“Moreover, when you fast, do not be like the hypocrites, with a sad countenance. For they disfigure their faces that they may appear to men to be fasting. Assuredly, I say to you, they have their reward. But you, when you fast, anoint your head and wash your face, so that you do not appear to men to be fasting, but to your Father who is in the secret place; and your Father who sees in secret will reward you openly”
Someone has called fasting “the weeping of the soul.” Fasting is a lost art in most of our churches, but it is one of the clearest taught doctrines in the Word of God, especially in a time of crisis.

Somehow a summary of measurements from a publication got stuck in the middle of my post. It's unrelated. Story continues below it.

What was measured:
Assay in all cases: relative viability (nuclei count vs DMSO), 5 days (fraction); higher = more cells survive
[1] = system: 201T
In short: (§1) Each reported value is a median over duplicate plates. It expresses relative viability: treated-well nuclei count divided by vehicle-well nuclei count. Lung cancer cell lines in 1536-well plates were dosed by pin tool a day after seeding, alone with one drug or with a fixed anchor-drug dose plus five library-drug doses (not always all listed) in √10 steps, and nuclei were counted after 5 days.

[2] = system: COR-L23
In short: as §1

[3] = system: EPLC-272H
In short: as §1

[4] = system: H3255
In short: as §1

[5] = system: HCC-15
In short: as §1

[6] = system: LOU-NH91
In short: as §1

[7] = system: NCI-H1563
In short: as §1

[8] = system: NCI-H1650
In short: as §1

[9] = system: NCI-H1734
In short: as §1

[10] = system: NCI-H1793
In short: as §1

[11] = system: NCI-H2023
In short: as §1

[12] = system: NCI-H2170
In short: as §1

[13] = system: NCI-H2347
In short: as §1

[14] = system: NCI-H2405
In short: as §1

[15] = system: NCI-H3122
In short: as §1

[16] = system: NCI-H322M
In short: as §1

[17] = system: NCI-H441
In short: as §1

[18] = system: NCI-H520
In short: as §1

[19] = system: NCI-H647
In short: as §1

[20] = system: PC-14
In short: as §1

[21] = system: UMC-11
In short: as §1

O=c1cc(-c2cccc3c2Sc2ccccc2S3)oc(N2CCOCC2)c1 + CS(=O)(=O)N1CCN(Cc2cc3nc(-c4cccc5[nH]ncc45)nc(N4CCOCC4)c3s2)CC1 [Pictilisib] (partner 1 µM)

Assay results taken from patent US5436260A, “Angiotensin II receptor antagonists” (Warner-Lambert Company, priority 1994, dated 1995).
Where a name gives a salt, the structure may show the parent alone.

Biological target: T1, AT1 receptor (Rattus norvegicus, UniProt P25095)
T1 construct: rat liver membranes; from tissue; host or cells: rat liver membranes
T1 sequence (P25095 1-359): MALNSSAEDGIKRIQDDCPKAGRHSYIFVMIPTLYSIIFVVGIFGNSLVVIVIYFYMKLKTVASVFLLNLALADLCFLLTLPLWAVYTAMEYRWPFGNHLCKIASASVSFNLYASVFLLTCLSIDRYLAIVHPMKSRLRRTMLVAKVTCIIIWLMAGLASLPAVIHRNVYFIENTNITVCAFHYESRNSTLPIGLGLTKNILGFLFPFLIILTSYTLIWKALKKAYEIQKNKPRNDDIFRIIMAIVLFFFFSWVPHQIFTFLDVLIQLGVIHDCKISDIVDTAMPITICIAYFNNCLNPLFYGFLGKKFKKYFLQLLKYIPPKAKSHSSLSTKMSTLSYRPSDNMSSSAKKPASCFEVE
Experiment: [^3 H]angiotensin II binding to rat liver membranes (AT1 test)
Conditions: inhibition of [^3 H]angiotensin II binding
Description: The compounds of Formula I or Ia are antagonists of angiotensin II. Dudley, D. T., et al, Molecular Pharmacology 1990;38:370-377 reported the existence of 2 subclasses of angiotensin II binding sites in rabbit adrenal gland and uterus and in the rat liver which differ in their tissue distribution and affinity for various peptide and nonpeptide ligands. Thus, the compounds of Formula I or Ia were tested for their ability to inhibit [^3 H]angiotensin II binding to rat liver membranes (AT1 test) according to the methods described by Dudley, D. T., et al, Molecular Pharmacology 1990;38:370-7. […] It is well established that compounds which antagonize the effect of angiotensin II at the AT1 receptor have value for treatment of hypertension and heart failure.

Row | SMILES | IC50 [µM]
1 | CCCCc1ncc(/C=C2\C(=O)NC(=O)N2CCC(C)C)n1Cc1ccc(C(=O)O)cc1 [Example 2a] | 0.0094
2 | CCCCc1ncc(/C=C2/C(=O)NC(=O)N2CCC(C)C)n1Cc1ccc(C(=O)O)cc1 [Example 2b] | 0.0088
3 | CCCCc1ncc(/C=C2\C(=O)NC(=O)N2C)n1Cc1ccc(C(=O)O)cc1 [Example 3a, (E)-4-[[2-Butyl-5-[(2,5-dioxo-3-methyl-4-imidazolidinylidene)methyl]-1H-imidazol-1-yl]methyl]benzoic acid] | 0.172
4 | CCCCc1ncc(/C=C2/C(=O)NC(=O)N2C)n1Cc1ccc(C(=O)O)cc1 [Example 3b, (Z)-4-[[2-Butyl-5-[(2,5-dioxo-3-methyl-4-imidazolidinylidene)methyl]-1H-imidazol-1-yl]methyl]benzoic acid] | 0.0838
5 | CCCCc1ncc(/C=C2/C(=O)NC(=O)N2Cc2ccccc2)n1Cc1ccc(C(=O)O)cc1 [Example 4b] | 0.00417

When Ezra and his people were in a predicament, he “proclaimed a fast there at the river of Ahava…” (Ezra 8:21). Nehemiah said, “So it was, when I heard these words, that I sat down and wept, and mourned for many days; I was fasting and praying before the God of heaven” (Nehemiah 1:4). Jehoshaphat “feared, and set himself to seek the Lord, and proclaimed a fast throughout all Judah” (2 Chronicles 20:3). Joel said, “Blow the trumpet in Zion, Consecrate a fast; call a sacred assembly” (Joel 2:15). The Lord Jesus said, “Moreover, when you fast…” (Matthew 6:16-17).
Most of us have never practiced fasting with consistency. Fasting is not just going hungry, and it’s not a way to lose weight. Fasting is the affliction of the soul for discipline and determination to humble ourselves before God and seek His face.
When was the last time you “set your face” to seek the Lord? Is there a situation in your life, in your home, at your job or in your church, that merits serious, sustained prayer? If so, perhaps it is time to seek the Lord in fasting and prayer.